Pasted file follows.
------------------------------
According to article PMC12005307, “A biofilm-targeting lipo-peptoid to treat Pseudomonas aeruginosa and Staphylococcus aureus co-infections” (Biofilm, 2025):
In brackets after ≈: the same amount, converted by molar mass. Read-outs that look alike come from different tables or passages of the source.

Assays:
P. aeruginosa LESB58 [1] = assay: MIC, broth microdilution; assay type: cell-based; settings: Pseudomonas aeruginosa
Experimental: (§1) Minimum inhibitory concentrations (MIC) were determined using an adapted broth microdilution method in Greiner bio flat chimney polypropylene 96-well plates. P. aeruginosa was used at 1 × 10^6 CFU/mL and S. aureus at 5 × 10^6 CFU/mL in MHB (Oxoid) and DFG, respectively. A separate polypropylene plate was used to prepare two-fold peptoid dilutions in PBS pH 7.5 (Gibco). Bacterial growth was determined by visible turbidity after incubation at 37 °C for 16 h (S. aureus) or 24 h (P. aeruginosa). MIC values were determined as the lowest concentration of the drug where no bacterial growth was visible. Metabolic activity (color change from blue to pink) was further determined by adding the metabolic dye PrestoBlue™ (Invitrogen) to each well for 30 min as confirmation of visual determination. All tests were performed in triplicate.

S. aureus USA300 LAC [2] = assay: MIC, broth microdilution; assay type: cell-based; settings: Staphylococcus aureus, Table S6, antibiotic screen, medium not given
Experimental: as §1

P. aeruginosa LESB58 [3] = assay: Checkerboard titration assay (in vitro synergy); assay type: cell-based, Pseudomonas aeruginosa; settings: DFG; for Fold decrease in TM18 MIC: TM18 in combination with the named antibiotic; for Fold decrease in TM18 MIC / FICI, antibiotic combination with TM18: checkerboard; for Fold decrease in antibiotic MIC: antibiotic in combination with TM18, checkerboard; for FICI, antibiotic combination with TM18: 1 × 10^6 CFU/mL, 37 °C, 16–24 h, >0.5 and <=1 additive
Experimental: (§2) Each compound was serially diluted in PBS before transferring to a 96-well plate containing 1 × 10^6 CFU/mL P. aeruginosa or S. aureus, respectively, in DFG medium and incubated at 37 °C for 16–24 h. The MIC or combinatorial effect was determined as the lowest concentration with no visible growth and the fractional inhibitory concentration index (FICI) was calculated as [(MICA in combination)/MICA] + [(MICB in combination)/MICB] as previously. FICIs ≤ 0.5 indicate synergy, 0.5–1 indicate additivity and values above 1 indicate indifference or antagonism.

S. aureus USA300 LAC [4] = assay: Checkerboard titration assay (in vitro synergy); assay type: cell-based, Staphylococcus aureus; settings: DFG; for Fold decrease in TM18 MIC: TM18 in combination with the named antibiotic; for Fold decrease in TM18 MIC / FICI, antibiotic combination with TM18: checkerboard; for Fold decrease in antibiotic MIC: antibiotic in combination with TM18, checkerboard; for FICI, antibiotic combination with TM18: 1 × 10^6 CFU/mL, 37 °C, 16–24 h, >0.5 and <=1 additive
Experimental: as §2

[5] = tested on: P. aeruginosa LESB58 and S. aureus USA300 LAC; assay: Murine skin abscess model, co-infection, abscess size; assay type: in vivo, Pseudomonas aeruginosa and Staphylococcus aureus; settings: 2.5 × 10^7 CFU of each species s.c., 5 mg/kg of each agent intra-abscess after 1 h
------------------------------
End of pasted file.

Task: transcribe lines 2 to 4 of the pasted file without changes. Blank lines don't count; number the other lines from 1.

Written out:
In brackets after ≈: the same amount, converted by molar mass. Read-outs that look alike come from different tables or passages of the source.

Assays:
P. aeruginosa LESB58 [1] = assay: MIC, broth microdilution; assay type: cell-based; settings: Pseudomonas aeruginosa